Tuesday, June 15, 2004

Neo-Liberalism?

John W. Perry writes:

Perhaps John Gallagher and I need a moniker other than "Liberal". What makes us Liberals is our belief in individual liberty up to, but not beyond, the license to harm others. I also believe in the environmentalism normally associated with Liberalism and believe that John does also. Liberals also believe in social equity but, the irony of the present, is that the political correctness of Affirmative Action types of Liberals is that they believe in REVERSE RACISM.

BV: I think you do need a different moniker. It seems to me that contemporary liberalism has little to do with liberty, and a lot to do with the enforcement of (material as opposed to formal) equality. Liberty and equality pull in opposite directions. Liberals and leftists make a fetish of equality. John Rawls, for example, in his A Theory of Justice affirms something he calls the "Difference Principle," roughly: Social and economic inequalities are justified only if they benefit the worst-off. I don't see why anyone should accept this principle. The money and status that I have acquired through hard work and virtuous behavior -- modest though these goods might be -- are surely justified whether or not they benefit anyone else, even though they of course do benefit other people. (Simple example: I've done plenty of painting in my time, but I recently had my house painted by a guy who does good work. I paid him top dollar, and even gave him a hundred dollar tip. I didn't just benefit myself; I benefited him and his family, and caused the values of the houses around me to increase. What's more, the benefit I provided others was not merely economic, but also aesthetic, and thus indirectly 'spiritual.')

As for environmentalism, a reasonable version thereof fits quite nicely with a reasonable conservatism. After all, conservatives want to conserve good things. It seems to me that my brand of conservatism avoids both the extremism of libertarians who want to sell off the national parks to logging and mining interests, and the extremism of libs and lefties who succumb to nature-idolatry. One of the problems with the environmental movement is that it took on board too many leftist activists who didn't know what to do with themselves after the end of the Viet Nam war.

It looks like we agree on affirmative action. But if social equality is not enforced by Federal mandate through preferential hiring, race-norming, minority set-asides, quotas, and similar such abominations, then doesn't social equality just boil down to equality of opportunity, equality before the law, and the like? But then you are no longer a liberal in any contemporary sense.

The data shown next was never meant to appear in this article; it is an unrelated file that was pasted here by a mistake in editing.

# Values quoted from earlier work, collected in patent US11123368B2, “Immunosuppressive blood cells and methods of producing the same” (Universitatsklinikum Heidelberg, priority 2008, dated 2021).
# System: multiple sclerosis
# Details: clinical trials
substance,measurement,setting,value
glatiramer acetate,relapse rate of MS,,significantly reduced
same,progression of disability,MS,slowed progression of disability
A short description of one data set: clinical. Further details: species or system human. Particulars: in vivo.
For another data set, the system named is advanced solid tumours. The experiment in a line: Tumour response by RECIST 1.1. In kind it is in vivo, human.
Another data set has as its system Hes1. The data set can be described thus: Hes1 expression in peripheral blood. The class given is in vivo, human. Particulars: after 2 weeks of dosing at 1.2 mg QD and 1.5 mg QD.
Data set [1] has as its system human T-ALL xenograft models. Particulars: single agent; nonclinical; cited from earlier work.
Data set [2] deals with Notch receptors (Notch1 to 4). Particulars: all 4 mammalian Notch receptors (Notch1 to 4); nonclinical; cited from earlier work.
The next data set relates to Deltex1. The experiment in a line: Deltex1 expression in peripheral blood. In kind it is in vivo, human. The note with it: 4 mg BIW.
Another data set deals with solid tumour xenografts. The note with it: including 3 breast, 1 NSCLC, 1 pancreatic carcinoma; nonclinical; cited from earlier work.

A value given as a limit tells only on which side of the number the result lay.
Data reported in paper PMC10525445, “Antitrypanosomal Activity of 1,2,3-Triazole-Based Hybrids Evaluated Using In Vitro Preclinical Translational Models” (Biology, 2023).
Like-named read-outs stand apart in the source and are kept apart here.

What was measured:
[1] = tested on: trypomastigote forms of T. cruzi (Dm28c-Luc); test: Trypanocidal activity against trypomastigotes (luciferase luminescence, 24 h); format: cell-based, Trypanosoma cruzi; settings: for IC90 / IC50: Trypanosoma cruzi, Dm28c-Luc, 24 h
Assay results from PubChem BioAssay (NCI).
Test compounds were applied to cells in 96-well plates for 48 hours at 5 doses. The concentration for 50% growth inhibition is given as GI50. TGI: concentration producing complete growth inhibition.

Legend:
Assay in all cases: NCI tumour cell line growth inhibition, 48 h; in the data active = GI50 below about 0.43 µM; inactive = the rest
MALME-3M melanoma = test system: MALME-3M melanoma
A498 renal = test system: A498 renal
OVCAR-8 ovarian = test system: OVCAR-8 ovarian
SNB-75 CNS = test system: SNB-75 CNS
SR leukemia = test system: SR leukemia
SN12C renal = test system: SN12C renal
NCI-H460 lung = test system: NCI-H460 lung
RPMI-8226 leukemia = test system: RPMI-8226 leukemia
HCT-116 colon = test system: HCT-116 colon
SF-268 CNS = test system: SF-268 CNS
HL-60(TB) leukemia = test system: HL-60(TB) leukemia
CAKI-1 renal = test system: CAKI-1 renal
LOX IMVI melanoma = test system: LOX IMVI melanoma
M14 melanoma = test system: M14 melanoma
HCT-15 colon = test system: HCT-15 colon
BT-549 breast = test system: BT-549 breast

Thus, I would ask WHERE IS THE TRUE AMERICAN LEFT?? I think the AffirmativeAction types are racists and classists. I agree that they have perverted freedom of speech and press. Where does liberty end and license begin?

BV: My thesis is that liberals have become extremists.

The kind of social equity I want is actually a true meritocracy where skill, diligence, duty, and virtue get rewarded -- not "connections" and dumb luck. As I see it, the biggest idiots I see in common life are managers and administrators who got their jobs largely because they could not be producers. Thus, they got kicked upstairs to MANAGE the producers.

BV: I agree with you on the issue of merit. I am perhaps the most unconnected guy you'd ever want to meet. I never got anything through any connection. But there is no denying that luck plays a role in one's success. But don't I have a right to my good fortune, even though I don't strictly deserve it? Must we not accept luck as a part of life? Can any government be justified in taking from me, by force and Robin Hood style, what is mine in order to benefit the unlucky?
These are tough questions, and I don't pretend to have definitive answers. Further, isn't my luck partially due to my hard work? (The harder I work, the luckier I get.) And isn't the bad luck of the loser partially due to his refusal to take himself in hand?

You might be interested in Roberto Vacca's "Coming Dark Age" (1972) where he posits that Western Civilization will be brought down by bad management coupled with byzantine technical systems whose complexity has outstripped ordered control. Interesting, eh?

BV: Thanks for the reference, and thanks for writing. My impression is that we are not that far apart.